The Ducati 125 Scrambler was one of those period bikes from the Italian automaker that truly gained a sizable following. First born with a 125 cc SOHC narrow case engine, the model evolved into a 160 cc before topping out at 250 cc, which, incidentally, also came with Marzochi forks.
The 1970 125 Scrambler pictured here is particularly important because it is one of the models that came with a 160 cc SOHC single engine and mated to a four-speed transmission - all while continuing to use the "125" name. As a small and relatively lightweight machine, the 125 Scrambler’s appeal is that it’s one bike that you wouldn’t mind getting down and dirty with.
The particular 1970 Ducati 125 Scrambler that was auctioned at the 2012 RM Auctions in Monaco was an unrestored model that came with its original orange and black paint scheme. The estimated bid price for the bike was around €3,000 - €4,000, which is around $3,800 - $5,200 based on current exchange rates. Actual selling price was $6,061.
The Ducati 1000 SS Corsa is an evolution from the Italian bike maker’s 900 SS, resulting in a bike that came powered with a 992 cc fuel-injected two-valve engine. This bike was capable of producing 84 horsepower with a top speed of 134 mph. Quite a quick runner, isn’t it?
The bike that was on bid at the 2012 RM Auctions in Monaco carried a simpler fairing, one that was based on the Supersport that ran from 1990 to 1997. It may look like a throwback to the 851/888, but the tank and seat are from an earlier SS.
The mileage on the bike is unknown, but this racing motorcycle, prepared by Carlo Saltarelli, was intended for privateers and is presented in good original condition with a Conti exhaust and presentable paintwork.
It would make for an exciting track day racer despite not carrying any racing history. The bid price for the bike was at €5,000 - €7,000, which is around $6,300 to $8,800 based on current exchange rates. Actual selling price was $3,030.
The Ducati 98 Moto Giro ran for a pretty long time in the 50’s and the early part of the 60’s, and was more than just a standard road-going bike. The model that was sitting at the RM Auctions in Monaco, in particular, appeared to have been a period race bike, with some evidence of race-preparation, including a straight-through pipe and a 98 cc OHV single cylinder engine that produced 6.8 horsepower with a top speed of 68 mph. It was mated to a four-speed transmission.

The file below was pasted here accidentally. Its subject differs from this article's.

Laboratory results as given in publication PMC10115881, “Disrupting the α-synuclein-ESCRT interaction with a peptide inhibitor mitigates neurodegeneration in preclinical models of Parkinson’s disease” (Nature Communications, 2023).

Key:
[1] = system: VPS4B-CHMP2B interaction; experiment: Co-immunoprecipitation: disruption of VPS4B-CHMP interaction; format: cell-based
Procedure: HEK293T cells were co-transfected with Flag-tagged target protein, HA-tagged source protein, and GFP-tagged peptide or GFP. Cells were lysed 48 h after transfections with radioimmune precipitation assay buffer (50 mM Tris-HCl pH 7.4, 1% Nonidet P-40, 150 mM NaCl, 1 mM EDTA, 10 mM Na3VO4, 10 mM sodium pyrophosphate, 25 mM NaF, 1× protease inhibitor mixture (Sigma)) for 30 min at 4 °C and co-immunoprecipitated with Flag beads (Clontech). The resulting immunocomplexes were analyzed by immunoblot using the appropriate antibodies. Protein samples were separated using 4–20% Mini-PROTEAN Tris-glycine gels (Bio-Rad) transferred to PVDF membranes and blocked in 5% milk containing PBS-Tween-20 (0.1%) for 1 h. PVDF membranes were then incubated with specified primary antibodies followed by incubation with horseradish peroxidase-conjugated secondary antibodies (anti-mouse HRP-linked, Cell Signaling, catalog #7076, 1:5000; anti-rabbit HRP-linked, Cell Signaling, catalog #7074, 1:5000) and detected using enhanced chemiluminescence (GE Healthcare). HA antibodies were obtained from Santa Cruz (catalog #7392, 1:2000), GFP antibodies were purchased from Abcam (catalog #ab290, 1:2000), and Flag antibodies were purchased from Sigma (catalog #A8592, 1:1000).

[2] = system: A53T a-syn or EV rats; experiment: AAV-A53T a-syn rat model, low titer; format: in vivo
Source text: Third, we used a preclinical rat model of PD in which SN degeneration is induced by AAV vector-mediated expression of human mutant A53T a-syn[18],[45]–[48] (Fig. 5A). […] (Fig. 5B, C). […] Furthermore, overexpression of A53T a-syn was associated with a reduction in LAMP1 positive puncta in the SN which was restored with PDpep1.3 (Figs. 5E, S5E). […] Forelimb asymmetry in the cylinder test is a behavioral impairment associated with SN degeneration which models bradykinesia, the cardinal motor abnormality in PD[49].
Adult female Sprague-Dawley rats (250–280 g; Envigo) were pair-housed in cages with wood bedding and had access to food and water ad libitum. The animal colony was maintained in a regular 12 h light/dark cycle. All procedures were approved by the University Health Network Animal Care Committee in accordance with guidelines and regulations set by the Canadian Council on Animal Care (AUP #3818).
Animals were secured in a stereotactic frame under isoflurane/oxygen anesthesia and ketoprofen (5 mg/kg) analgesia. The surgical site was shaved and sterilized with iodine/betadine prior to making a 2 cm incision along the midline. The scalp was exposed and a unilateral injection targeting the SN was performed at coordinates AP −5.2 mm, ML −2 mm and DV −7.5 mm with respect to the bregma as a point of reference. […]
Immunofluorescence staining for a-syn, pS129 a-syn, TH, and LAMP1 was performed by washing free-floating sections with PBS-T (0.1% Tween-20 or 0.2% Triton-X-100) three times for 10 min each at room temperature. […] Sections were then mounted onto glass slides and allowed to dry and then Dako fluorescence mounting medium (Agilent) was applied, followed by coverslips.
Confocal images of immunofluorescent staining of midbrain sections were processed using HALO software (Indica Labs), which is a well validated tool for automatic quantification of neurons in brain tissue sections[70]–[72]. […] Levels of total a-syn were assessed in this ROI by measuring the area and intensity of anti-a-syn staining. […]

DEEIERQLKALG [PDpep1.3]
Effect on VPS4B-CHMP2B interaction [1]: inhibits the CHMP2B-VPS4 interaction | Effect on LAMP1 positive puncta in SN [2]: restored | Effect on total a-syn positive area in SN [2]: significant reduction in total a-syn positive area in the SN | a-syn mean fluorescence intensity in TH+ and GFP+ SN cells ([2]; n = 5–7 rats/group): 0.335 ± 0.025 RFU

Some quarters even believe that this 98 Moto Giro was a participant at the Motogiro d’Italia, a race that we can safely say is one of the toughest in the sport of bike racing.
With all this history attached to it, it’s no surprise that the bike had an estimated bid price of €8,000 - €12,000, which is around $10,000 - $15,000 based on current exchange rates. What is surprising is that it only sold for $4,545.
The Ducati 125 Cadet/4 was one of the last Ducati bikes to carry the pushrod overhead-valve single cylinder engine. Making it even more attractive as a collector’s piece is that the bike only lasted two years because Berliner, the U.S. distributor of Ducati, decided they were not suitable for the American market.
The 125 Cadet/4 also shared many cycle parts with the two-stroke engine, although the engine was still based on the aforementioned overhead-valve unit. Nonetheless, a number of items on the list were changed, particularly the bore and stroke and the cylinder head design. Likewise, the spark plug was moved to the right, and the two overhead valves were set parallel.
The double cradle tubular steel frame was also similar to another Ducati bike, the 125 Bronco. Finally, the 125 Cadet/4’s 121 cc single-cylinder OHV four-stroke engine was mated to a four-speed transmission. It didn’t have the kind of power that would win races, but it sure did carry enough for a bike made by Ducati.
There aren’t a lot of 125 Cadet/4 bikes on the market today and the bike offered at the 2012 RM Auctions in Monaco was in unrestored condition. The expected bidding price was €2,000 - €3,000, which is around $2,500 - $3,800 based on current exchange rates. Actual selling price was $758. Ouch!
The Ducati 350 GTL first broke into the scene in 1975 when designer Tumidei decided that an update of his 1965 design was in order. But at that time, Ducati’s line-up of bikes only concentrated on small singles and those big, bad, and powerful V-Twins.
Undaunted, the Italian bike maker pushed forward with the release of the 350 GTL in ’75. The surprising success of the bike pushed Ducati to introduce the 500 Sport Desmo two years later in 1977, followed by the 500 Super Sport, and finally, the GTV model in 1978.
As far as the bike that was being offered at the 2012 RM Auctions in Monaco, the 350 GTL - CN: DM350B/035718 - it came in original condition, complete with a two-tone red and black paint finish, alloy rims, and a 350 cc SOHC parallel-twin engine mated to a five-speed transmission.
Expected bidding price for the Ducati 350 GTL was expected to hit anywhere from €3,000 - €4,000, which is about $3,800 - $5,200 based on current exchange rates. Actual selling price was $2,273.